From the perspective of the IRS, unfiled tax returns are a serious infraction that can lead to growing debt as back taxes and fines pile up. The IRS will only stop collecting once all unfiled tax returns have been filed and all money owed has been paid.
The IRS may levy your wages if you fail to file your tax returns.
What are Unfiled Tax Returns?
Unfiled tax returns are submitted to the appropriate tax authorities after the due date, whether for federal or state taxes. This means that the taxpayer should have recorded their income, deductions, or taxes owed to the government for a specific tax year.
Taxpayer must file their tax returns to meet their legal obligation to file their taxes and report their financial information to the government.
As a result, failing to file tax returns can result in a variety of consequences, including financial penalties and interest charges. The longer tax returns go unfiled, the larger the fines and interest charges. In extreme circumstances, the government may take legal action against the taxpayer, such as wage garnishment, bank account levies, and even criminal prosecution for tax evasion.
As a result, even if the taxpayer cannot pay the taxes owed, filing tax returns as soon as possible is best. This will help to reduce the penalties and keep the taxpayer in line with the law.
Penalties for failing to file tax returns vary depending on the circumstances, but some common ones are:
- Neglect to file a tax return by the target date normally results in a penalty of 5% of the unpaid taxes for every month the return has passed its date, with a maximum penalty of 25% of the outstanding taxes.
- A penalty for neglecting to pay taxes owed, normally 0.5% of the total amount outstanding per month, with a maximum penalty of 25% of the total amount owed.
- Interest is assessed on unpaid taxes, and the government decides the rate quarterly.
- In extreme situations, the government may charge taxpayers with tax evasion, a criminal offence punishable by fines and imprisonment.
It is crucial to note that fines and interest charges can quickly build up. Therefore it is in a taxpayer’s best advantage to complete their tax returns and pay any taxes owed as soon as possible to minimise the consequences.
Resolving Unfiled Tax Returns
The following procedures can be taken to address the issue of unfiled tax returns:
- Gather all essential information and submit all missing tax returns as soon as feasible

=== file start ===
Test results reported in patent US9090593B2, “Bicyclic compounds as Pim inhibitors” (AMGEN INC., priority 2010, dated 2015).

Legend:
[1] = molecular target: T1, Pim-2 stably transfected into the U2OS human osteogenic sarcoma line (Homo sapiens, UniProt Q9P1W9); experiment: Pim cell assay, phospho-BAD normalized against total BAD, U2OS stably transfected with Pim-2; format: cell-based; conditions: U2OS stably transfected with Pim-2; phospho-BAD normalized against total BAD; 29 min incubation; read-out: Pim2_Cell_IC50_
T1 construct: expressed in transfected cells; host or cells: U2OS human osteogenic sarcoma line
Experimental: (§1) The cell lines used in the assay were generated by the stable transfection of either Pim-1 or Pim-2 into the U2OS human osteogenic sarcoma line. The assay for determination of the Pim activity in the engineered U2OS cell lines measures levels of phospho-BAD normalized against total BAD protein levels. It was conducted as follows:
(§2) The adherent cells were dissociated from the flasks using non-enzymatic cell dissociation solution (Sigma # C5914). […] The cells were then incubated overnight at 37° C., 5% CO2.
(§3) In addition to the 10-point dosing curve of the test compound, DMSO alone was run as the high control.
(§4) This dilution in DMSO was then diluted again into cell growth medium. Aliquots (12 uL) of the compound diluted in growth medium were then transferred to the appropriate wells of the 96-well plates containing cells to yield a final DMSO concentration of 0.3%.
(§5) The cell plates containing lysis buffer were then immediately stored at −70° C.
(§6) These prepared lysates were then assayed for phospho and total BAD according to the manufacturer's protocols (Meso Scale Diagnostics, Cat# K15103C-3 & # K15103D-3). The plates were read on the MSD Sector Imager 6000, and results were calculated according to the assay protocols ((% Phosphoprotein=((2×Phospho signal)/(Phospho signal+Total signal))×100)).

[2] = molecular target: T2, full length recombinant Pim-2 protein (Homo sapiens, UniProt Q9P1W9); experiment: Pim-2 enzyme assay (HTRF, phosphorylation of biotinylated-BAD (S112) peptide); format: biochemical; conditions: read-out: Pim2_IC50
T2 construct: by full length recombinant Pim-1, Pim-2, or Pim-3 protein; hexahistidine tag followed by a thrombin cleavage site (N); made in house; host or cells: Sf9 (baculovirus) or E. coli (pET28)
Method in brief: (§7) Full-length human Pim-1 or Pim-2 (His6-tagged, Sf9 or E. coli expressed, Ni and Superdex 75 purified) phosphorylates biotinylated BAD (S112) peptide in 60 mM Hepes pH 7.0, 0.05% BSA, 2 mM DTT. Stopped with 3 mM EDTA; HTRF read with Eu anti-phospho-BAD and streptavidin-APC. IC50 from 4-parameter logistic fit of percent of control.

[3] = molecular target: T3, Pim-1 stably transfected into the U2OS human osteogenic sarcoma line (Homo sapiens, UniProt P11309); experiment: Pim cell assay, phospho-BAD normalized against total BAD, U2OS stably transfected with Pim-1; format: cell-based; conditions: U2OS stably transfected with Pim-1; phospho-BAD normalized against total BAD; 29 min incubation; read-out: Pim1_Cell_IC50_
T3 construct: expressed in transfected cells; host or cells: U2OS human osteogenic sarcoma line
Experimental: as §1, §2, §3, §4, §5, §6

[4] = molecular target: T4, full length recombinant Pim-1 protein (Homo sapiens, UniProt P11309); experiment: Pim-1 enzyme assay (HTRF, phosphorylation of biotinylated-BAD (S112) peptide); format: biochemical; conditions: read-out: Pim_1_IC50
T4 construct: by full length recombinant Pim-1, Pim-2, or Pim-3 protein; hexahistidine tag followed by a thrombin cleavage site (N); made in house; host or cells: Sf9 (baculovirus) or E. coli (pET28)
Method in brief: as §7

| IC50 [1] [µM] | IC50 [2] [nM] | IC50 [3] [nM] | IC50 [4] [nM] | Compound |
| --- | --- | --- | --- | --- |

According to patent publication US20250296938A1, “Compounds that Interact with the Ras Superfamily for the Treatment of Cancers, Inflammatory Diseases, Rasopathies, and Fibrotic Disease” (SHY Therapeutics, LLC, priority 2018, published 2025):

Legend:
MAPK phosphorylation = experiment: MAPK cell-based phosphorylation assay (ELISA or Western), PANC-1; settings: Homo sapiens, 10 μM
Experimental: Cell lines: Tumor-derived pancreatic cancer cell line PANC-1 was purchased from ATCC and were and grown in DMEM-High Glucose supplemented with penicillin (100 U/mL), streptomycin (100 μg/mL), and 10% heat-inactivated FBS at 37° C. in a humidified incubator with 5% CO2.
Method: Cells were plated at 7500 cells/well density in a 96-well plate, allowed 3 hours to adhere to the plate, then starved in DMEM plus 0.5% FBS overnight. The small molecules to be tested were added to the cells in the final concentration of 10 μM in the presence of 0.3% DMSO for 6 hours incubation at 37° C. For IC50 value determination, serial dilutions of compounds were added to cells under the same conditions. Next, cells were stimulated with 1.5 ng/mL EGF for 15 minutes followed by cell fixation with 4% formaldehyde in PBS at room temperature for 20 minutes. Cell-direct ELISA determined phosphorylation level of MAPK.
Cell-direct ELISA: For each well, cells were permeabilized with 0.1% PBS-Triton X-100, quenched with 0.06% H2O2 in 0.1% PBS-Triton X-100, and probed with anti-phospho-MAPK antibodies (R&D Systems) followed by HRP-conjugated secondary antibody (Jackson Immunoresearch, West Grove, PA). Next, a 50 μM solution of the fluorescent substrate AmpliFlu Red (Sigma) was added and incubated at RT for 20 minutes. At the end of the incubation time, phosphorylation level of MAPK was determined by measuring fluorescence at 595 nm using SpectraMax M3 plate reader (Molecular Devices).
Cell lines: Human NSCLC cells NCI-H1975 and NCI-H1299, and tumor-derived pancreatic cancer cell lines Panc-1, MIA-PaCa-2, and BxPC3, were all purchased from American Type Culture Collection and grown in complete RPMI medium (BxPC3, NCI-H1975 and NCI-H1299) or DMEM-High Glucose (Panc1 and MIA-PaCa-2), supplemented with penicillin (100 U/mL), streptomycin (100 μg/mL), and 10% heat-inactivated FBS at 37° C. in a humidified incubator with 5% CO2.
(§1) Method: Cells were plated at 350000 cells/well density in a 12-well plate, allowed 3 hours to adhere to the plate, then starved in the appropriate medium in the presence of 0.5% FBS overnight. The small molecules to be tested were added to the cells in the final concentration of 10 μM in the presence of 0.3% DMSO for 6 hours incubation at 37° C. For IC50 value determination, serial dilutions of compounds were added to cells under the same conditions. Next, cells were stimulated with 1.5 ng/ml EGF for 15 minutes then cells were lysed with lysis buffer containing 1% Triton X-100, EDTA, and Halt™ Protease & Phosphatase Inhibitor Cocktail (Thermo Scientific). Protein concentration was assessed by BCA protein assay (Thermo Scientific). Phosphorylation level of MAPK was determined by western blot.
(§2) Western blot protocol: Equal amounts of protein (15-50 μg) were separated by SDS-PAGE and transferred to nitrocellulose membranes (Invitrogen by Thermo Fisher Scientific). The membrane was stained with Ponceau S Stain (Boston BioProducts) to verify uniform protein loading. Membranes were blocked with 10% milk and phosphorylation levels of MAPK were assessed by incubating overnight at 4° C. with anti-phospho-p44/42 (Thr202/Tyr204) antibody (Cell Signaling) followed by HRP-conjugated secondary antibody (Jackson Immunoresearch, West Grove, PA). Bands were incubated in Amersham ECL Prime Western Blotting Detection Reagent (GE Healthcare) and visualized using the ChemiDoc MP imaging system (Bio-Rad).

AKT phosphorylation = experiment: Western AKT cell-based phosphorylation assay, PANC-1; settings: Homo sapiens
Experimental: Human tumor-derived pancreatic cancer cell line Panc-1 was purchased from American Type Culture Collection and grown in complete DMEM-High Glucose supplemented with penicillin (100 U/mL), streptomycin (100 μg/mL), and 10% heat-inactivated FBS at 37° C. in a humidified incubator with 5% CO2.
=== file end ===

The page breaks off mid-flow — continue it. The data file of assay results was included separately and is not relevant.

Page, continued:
The first stage in resolving unfiled tax returns is to gather all relevant information and file the missing returns as soon as possible.
- Pay any owed taxes
It is critical to pay taxes as quickly as possible to avoid fines and interest costs if taxes are owed.
- Negotiate with the tax authority.
If you cannot pay your taxes in full, you can arrange a payment plan with the tax authority or seek a loan or other assistance.
- Try expert assistance
If you need help filing missing tax returns or arguing with the tax authority, consider hiring a tax attorney or enrolled agent.
- Maintain compliance
Once the issue of unfiled tax returns has been resolved, it is critical to maintain compliance and file tax returns on time in the future to avoid repeated problems.
These methods will assist in resolving the issue of unfiled tax returns and keeping the taxpayer in line with the law.
Filing the Unfiled Tax Returns
Following the filing of back tax returns, the following events may occur:
- Tax authority review: The tax authority will review and verify the information on your filed returns. They may call you for clarification if there are any discrepancies or issues.
- Return processing: If the returns are accepted, they will be processed, and any taxes payable will be determined.
- Taxes owing: If you owe taxes, you must pay the amount owed to the tax authority.
- You will be informed that if you are due a refund, the tax authority will process it and mail it.
- Payment plan or loan: If you cannot pay your taxes in full, you can negotiate a payment plan with the tax authority or seek a loan or other assistance.
- Penalty and interest charges are resolved: If you have incurred penalties and interest charges for unfiled tax returns, the tax authorities may decrease or waive the costs once the returns are filed, and the taxes are paid.
- Compliance: Filing back tax returns and addressing any taxes owed will assist you in remaining in compliance with tax rules and avoiding future problems with the tax authority.
The IRS statute of Limitations
The IRS Statute of Limitations for unfiled tax returns is usually ten years from the due date. The IRS has ten years from the initial due date to levy additional taxes or penalties for a specific tax year. The statute of limitations does not go about running if a tax return is not filed, and the IRS can take action to collect taxes and assess penalties at any time.
The statute of limitations begins after a tax return is submitted, and the IRS has ten years to levy extra taxes or penalties for that year.
It should be remembered that the Statute of Limitations on unfiled tax returns only applies to the assessment of additional taxes or penalties, not the collection of taxes owed. Regardless of the Statute of Limitations, the IRS can pursue enforcement action to collect taxes owed at any time, such as wage garnishment or bank account seizure.
As a result, it is in a taxpayer’s best interest to file all tax returns as soon as possible, even if they cannot pay the taxes owed, to avoid fines and enforcement action.
The Bottom Line
The tax resolution procedure can be intimidating if you have unfiled tax returns. The IRS Problems can guide you through this difficult process and provide you with the desired results.
- Brown Tax
- Tax Attorney Daily